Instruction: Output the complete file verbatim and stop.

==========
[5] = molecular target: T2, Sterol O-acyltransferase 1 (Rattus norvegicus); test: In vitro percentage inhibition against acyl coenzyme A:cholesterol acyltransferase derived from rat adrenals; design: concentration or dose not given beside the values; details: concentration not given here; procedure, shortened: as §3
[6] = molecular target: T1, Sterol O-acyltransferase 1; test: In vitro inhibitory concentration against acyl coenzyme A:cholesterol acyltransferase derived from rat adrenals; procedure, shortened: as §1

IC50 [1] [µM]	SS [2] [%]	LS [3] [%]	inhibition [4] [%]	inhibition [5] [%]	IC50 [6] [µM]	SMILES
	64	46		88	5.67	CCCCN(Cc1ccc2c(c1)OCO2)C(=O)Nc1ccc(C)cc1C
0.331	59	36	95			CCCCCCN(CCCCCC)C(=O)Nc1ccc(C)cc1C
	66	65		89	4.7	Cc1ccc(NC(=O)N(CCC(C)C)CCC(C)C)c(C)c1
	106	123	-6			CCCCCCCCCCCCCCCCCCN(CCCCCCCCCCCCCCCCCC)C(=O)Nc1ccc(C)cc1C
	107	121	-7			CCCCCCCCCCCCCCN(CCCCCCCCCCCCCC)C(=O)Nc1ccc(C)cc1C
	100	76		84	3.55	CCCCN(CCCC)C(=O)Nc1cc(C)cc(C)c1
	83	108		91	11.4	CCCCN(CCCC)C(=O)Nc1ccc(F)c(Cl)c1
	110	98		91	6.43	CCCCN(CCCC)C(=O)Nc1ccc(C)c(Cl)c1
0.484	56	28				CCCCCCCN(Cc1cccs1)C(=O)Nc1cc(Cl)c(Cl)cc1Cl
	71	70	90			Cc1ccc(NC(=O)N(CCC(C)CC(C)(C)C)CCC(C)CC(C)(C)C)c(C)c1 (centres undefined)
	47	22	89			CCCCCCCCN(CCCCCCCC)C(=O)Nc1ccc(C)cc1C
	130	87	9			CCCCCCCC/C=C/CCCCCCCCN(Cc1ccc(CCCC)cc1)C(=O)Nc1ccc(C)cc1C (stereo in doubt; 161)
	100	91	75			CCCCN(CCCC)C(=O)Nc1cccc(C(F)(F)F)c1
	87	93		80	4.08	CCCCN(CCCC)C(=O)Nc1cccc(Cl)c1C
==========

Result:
[5] = molecular target: T2, Sterol O-acyltransferase 1 (Rattus norvegicus); test: In vitro percentage inhibition against acyl coenzyme A:cholesterol acyltransferase derived from rat adrenals; design: concentration or dose not given beside the values; details: concentration not given here; procedure, shortened: as §3
[6] = molecular target: T1, Sterol O-acyltransferase 1; test: In vitro inhibitory concentration against acyl coenzyme A:cholesterol acyltransferase derived from rat adrenals; procedure, shortened: as §1

IC50 [1] [µM]	SS [2] [%]	LS [3] [%]	inhibition [4] [%]	inhibition [5] [%]	IC50 [6] [µM]	SMILES
	64	46		88	5.67	CCCCN(Cc1ccc2c(c1)OCO2)C(=O)Nc1ccc(C)cc1C
0.331	59	36	95			CCCCCCN(CCCCCC)C(=O)Nc1ccc(C)cc1C
	66	65		89	4.7	Cc1ccc(NC(=O)N(CCC(C)C)CCC(C)C)c(C)c1
	106	123	-6			CCCCCCCCCCCCCCCCCCN(CCCCCCCCCCCCCCCCCC)C(=O)Nc1ccc(C)cc1C
	107	121	-7			CCCCCCCCCCCCCCN(CCCCCCCCCCCCCC)C(=O)Nc1ccc(C)cc1C
	100	76		84	3.55	CCCCN(CCCC)C(=O)Nc1cc(C)cc(C)c1
	83	108		91	11.4	CCCCN(CCCC)C(=O)Nc1ccc(F)c(Cl)c1
	110	98		91	6.43	CCCCN(CCCC)C(=O)Nc1ccc(C)c(Cl)c1
0.484	56	28				CCCCCCCN(Cc1cccs1)C(=O)Nc1cc(Cl)c(Cl)cc1Cl
	71	70	90			Cc1ccc(NC(=O)N(CCC(C)CC(C)(C)C)CCC(C)CC(C)(C)C)c(C)c1 (centres undefined)
	47	22	89			CCCCCCCCN(CCCCCCCC)C(=O)Nc1ccc(C)cc1C
	130	87	9			CCCCCCCC/C=C/CCCCCCCCN(Cc1ccc(CCCC)cc1)C(=O)Nc1ccc(C)cc1C (stereo in doubt; 161)
	100	91	75			CCCCN(CCCC)C(=O)Nc1cccc(C(F)(F)F)c1
	87	93		80	4.08	CCCCN(CCCC)C(=O)Nc1cccc(Cl)c1C